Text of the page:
Switcher PCB design

08.04.2007 21:09

Here is an interesting circuit I came across today. It's from an older "Standard Charger" for Ericsson mobile phones (in other words, it can't be used on recent models). The circuit itself is a pretty standard flyback switching power supply (240V AC input, 5V DC output at 450mA), however the PCB layout has two interesting features:

PCB photo

  • Designer used a "ground mecca". Connections from all elements to the ground on both high voltage (left) and low voltage (right) sides radiate from one point that is near a large electrolytic capacitor. This significantly reduces noise problems in the control circuitry (I had to use the same technique when I designed a switcher last year).
  • There's a feature resembling a spark gap between the high and low voltage sides. I'm guessing it is some kind of a safety feature. On both sides it is connected to ground, so perhaps it makes sure that if a spark makes a galvanic connection between the high and low voltage sides it first connects both grounds. However I'm not sure what good that would be, since the "ground" on the high voltage side may be at 380V in reference to the earth (or the unsuspecting user) depending on how the charger was plugged in.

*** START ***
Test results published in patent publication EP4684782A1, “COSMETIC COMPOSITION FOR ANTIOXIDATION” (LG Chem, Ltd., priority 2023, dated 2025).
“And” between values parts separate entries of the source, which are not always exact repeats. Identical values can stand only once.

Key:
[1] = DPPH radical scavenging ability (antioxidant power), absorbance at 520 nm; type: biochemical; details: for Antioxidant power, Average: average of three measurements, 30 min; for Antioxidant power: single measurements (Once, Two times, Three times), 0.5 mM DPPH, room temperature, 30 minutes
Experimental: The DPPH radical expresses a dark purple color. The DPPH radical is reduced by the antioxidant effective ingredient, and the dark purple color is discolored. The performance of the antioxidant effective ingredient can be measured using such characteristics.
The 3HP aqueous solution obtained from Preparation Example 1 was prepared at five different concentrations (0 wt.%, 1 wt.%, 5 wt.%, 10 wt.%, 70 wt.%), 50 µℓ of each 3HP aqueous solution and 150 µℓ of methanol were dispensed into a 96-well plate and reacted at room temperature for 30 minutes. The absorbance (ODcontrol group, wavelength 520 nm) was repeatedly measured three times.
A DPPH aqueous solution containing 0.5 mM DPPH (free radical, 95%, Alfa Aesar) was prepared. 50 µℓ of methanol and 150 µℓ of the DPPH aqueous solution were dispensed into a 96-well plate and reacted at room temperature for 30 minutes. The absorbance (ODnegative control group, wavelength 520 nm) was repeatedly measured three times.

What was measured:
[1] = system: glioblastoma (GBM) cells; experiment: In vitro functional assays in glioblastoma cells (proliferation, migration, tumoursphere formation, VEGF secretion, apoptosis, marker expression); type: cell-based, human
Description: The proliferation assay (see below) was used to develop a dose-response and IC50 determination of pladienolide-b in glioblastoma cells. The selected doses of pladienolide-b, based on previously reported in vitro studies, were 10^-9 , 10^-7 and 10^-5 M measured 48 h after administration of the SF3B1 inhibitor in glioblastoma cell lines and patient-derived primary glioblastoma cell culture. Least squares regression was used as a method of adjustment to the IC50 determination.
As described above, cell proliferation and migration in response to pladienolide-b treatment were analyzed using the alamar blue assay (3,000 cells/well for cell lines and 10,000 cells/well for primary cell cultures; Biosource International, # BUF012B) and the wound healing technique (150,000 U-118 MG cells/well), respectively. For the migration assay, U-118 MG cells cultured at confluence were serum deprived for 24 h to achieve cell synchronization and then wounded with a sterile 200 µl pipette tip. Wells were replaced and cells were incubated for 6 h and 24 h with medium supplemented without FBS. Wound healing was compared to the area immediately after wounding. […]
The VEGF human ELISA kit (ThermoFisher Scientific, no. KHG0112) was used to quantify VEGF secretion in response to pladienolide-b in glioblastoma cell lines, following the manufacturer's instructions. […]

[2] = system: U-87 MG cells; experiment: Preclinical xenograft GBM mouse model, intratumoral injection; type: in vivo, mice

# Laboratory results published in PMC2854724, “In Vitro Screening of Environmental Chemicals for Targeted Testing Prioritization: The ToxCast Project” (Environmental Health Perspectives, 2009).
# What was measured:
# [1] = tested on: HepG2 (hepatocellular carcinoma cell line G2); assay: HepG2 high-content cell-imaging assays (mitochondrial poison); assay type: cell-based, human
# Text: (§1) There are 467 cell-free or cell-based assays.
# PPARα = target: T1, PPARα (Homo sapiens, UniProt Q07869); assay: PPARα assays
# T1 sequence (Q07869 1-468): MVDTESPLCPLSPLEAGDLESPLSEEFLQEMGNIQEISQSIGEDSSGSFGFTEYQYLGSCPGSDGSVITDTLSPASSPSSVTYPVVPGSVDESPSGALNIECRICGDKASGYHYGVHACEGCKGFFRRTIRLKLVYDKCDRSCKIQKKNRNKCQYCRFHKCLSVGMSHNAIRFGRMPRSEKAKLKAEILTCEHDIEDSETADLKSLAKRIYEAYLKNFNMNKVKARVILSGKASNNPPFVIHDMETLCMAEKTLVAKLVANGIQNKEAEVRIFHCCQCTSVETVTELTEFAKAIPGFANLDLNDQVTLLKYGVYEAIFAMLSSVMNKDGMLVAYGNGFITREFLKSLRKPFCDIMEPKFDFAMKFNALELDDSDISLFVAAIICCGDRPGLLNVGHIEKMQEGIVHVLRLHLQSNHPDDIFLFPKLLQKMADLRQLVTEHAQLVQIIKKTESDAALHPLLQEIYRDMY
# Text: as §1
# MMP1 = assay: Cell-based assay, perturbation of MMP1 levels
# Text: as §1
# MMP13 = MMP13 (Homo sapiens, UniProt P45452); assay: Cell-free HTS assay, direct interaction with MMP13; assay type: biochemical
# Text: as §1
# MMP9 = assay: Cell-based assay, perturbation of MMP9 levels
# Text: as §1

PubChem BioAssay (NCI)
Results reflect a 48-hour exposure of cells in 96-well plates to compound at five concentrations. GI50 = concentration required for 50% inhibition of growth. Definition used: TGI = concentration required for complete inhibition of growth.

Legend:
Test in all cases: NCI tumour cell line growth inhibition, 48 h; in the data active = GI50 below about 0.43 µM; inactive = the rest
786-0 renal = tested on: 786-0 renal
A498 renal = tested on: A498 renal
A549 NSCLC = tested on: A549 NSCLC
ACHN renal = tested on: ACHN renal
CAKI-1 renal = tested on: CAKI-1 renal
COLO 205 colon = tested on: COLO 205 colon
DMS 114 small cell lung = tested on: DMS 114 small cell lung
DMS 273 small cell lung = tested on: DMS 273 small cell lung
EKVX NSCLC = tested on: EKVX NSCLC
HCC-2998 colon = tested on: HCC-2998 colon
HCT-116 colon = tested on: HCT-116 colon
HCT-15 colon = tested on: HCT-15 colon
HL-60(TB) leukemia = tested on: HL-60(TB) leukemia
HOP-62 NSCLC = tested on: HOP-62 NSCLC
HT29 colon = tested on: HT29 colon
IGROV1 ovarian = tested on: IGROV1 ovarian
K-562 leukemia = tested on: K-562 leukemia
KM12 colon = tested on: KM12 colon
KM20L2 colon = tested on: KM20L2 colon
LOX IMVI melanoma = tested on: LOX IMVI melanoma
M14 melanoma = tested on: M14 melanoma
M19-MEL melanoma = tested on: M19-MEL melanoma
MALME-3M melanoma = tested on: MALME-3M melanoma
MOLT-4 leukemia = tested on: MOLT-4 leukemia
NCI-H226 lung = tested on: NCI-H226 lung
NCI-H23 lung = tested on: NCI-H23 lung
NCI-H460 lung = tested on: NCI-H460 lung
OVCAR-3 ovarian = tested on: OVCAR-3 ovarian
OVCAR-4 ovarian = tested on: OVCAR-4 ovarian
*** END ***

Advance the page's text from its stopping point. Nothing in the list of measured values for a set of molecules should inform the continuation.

Update: after some research it looks like this spark gap may in fact be used to protect the circuit from user not vice versa. For example if someone touches one of the low voltage terminals of the charger (which I guess may be connected to a metal phone case), it may bring the low voltage side a couple of kilovolts higher than the high voltage side (which is connected to the earth through the mains). The resulting ESD might damage the transformer or the optocoupler. The spark gap ensures that the discharge instead happens harmlessly in the air.

Posted by Tomaž | Categories: Analog

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